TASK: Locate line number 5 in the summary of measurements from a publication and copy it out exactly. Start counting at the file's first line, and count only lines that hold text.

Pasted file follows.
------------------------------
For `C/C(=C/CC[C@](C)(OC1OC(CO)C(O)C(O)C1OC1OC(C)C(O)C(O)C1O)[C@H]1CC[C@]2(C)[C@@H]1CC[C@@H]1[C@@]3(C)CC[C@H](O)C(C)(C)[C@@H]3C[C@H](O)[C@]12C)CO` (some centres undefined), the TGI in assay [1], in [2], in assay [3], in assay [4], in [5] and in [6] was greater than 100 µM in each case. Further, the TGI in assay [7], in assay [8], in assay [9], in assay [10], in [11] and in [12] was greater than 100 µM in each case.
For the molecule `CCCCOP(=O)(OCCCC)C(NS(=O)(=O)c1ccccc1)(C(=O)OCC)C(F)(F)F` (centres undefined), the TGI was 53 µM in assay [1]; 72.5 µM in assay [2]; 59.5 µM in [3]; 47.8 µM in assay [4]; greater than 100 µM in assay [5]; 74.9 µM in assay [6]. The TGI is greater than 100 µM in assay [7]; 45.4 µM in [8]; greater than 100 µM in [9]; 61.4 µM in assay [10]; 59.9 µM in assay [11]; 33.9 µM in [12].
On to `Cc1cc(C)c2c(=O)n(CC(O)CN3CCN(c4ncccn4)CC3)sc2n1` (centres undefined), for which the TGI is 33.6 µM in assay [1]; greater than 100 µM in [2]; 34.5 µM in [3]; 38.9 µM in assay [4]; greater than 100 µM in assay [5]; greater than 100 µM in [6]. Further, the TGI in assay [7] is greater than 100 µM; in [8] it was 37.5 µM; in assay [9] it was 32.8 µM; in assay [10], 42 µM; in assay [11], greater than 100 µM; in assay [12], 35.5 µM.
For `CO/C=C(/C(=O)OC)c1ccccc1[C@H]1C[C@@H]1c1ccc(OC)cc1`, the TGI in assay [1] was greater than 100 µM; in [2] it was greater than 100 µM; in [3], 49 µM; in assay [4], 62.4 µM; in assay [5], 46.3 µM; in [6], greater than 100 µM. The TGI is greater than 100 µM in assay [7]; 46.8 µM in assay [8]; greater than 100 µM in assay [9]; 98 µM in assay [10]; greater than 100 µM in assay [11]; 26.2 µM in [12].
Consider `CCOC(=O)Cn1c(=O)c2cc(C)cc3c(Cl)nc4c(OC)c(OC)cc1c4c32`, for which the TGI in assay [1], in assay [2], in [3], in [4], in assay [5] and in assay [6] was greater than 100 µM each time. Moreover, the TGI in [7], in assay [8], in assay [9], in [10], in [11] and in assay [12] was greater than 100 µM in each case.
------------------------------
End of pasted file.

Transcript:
Consider `CCOC(=O)Cn1c(=O)c2cc(C)cc3c(Cl)nc4c(OC)c(OC)cc1c4c32`, for which the TGI in assay [1], in assay [2], in [3], in [4], in assay [5] and in assay [6] was greater than 100 µM each time. Moreover, the TGI in [7], in assay [8], in assay [9], in [10], in [11] and in assay [12] was greater than 100 µM in each case.